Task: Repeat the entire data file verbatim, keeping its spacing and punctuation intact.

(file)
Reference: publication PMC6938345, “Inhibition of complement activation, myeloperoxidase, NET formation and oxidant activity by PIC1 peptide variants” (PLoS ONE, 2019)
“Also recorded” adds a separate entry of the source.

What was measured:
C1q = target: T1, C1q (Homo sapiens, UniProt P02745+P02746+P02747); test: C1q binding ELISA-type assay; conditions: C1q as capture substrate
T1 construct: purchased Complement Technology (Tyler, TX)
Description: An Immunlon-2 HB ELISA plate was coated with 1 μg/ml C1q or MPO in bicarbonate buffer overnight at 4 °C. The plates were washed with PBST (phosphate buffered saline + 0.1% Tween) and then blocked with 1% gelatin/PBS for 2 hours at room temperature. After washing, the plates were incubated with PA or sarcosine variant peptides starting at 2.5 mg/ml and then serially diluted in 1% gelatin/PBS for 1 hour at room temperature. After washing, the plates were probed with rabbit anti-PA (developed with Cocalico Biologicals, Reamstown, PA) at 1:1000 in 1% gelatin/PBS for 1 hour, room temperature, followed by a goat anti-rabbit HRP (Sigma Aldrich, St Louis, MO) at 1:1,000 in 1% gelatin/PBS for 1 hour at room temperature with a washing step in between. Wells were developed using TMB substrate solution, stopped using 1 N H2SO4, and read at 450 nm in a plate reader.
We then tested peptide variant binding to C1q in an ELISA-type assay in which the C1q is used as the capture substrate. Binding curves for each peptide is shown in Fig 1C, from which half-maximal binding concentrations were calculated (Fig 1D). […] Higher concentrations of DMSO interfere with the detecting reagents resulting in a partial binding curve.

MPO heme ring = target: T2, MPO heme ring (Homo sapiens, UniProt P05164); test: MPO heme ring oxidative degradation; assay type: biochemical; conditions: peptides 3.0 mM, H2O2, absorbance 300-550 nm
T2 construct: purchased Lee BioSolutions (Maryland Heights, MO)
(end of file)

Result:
Reference: publication PMC6938345, “Inhibition of complement activation, myeloperoxidase, NET formation and oxidant activity by PIC1 peptide variants” (PLoS ONE, 2019)
“Also recorded” adds a separate entry of the source.

What was measured:
C1q = target: T1, C1q (Homo sapiens, UniProt P02745+P02746+P02747); test: C1q binding ELISA-type assay; conditions: C1q as capture substrate
T1 construct: purchased Complement Technology (Tyler, TX)
Description: An Immunlon-2 HB ELISA plate was coated with 1 μg/ml C1q or MPO in bicarbonate buffer overnight at 4 °C. The plates were washed with PBST (phosphate buffered saline + 0.1% Tween) and then blocked with 1% gelatin/PBS for 2 hours at room temperature. After washing, the plates were incubated with PA or sarcosine variant peptides starting at 2.5 mg/ml and then serially diluted in 1% gelatin/PBS for 1 hour at room temperature. After washing, the plates were probed with rabbit anti-PA (developed with Cocalico Biologicals, Reamstown, PA) at 1:1000 in 1% gelatin/PBS for 1 hour, room temperature, followed by a goat anti-rabbit HRP (Sigma Aldrich, St Louis, MO) at 1:1,000 in 1% gelatin/PBS for 1 hour at room temperature with a washing step in between. Wells were developed using TMB substrate solution, stopped using 1 N H2SO4, and read at 450 nm in a plate reader.
We then tested peptide variant binding to C1q in an ELISA-type assay in which the C1q is used as the capture substrate. Binding curves for each peptide is shown in Fig 1C, from which half-maximal binding concentrations were calculated (Fig 1D). […] Higher concentrations of DMSO interfere with the detecting reagents resulting in a partial binding curve.

MPO heme ring = target: T2, MPO heme ring (Homo sapiens, UniProt P05164); test: MPO heme ring oxidative degradation; assay type: biochemical; conditions: peptides 3.0 mM, H2O2, absorbance 300-550 nm
T2 construct: purchased Lee BioSolutions (Maryland Heights, MO)